Los Angeles is a magnificent melting pot, a city constantly reinventing itself as adventurous eaters explore and adapt the comfort foods of cultures not their own.

Today, we have Yelp and Instagram to help us find the freshest taste sensation. But in old Los Angeles, cultural foodways were shared in small-run amateur recipe books, published to promote historic preservation, celebrate civic engagement, or raise funds for a favorite charity.

Recently, at a library book sale ($2!), we picked up a copy of the 1942 Victory Edition of Burnt Toast, a regional recipe book published by the Women’s Auxiliary of the California Babies and Children’s Hospital (now called Eisner).

The conceit of “burnt toast” was that young wives were clueless in the kitchen, but could develop their skills by carefully copying the signature dishes of established community members. And these were not just women of a certain age, but men, too, because Southern California has always been a progressive place.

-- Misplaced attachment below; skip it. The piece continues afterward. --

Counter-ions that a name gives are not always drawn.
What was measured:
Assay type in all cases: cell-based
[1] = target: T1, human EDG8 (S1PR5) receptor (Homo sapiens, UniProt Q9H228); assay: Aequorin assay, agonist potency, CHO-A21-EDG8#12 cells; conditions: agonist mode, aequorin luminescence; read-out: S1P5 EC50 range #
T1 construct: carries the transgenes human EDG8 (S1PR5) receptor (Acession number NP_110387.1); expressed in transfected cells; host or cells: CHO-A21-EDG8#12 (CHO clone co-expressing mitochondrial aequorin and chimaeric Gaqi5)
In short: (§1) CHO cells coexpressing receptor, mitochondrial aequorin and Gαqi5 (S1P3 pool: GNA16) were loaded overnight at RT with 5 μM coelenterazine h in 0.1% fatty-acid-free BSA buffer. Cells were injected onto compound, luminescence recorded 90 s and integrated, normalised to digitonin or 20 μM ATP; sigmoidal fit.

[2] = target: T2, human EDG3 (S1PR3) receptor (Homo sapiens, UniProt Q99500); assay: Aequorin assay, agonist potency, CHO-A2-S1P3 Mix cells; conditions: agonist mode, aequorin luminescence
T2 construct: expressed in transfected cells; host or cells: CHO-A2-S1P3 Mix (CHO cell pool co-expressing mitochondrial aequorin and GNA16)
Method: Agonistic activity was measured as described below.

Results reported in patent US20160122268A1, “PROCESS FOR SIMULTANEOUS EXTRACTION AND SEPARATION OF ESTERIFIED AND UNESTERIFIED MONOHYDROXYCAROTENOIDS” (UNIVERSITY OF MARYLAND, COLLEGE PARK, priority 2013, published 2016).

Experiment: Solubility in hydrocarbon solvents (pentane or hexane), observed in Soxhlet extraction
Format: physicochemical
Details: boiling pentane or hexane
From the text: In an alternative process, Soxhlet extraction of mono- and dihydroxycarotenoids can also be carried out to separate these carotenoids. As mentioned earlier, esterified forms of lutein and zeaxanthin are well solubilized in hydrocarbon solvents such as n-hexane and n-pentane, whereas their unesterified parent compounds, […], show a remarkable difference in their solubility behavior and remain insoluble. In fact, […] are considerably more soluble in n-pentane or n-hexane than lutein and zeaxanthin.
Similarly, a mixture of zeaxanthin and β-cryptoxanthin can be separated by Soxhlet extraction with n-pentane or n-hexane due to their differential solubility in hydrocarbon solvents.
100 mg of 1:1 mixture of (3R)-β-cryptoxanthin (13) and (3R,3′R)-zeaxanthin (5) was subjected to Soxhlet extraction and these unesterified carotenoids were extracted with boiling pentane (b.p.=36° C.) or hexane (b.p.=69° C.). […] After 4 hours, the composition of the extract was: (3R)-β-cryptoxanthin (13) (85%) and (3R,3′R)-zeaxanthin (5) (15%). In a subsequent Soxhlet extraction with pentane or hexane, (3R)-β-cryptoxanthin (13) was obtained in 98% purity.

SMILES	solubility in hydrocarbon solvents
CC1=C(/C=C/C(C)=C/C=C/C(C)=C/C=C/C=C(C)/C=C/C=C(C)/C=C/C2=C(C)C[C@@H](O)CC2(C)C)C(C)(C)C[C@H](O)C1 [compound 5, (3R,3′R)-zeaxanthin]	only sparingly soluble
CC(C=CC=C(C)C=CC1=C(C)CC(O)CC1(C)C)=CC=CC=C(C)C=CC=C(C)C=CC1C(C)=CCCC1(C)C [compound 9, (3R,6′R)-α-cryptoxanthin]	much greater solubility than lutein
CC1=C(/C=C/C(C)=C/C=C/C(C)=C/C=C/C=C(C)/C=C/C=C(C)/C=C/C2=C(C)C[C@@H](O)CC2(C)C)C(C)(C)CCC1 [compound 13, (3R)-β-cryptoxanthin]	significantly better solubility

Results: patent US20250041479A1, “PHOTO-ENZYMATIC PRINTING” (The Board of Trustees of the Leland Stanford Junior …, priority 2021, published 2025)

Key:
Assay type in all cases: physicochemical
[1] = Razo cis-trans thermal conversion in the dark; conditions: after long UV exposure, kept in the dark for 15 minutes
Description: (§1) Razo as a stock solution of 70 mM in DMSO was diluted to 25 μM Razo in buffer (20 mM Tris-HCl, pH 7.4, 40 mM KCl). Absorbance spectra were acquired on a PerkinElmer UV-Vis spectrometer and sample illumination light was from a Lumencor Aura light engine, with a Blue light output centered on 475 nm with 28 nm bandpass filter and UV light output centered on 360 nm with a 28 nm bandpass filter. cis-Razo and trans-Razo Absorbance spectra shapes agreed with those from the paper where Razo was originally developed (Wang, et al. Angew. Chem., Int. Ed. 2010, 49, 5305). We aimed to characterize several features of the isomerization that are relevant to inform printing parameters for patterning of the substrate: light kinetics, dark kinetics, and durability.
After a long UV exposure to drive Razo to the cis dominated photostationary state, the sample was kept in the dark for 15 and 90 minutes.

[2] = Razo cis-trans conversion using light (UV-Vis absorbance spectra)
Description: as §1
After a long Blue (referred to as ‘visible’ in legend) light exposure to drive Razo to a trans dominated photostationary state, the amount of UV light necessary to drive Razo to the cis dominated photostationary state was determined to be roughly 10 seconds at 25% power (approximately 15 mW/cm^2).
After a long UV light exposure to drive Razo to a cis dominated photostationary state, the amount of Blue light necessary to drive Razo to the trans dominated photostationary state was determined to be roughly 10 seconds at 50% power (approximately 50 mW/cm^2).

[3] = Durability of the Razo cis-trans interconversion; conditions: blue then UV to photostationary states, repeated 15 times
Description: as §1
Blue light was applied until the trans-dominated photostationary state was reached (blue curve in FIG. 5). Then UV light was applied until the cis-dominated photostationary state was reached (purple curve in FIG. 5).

Every regional charitable recipe book is interesting, but those from Los Angeles can hold some cool surprises in the form of recipes from well-known cultural figures. And we’re pleased to share with you the coolest surprise in Burnt Toast: architect Richard Neutra’s recipe for old world Tongue-Goulash. (We like to think that the hyphen represents the tongue sticking out.)

Not a fan of meaty goulash? Perhaps you’ll enjoy Mrs. Dione Neutra’s Graham Cracker ice box cake. So simple, even a newlywed can do it, and taste tested by the sophisticated Neutra household!

Here’s wishing you and yours a season of delicious treats shared with those you like best, from your pals at Esotouric and Burnt Toast! Please let us know if you make either of these dishes, and how you like them.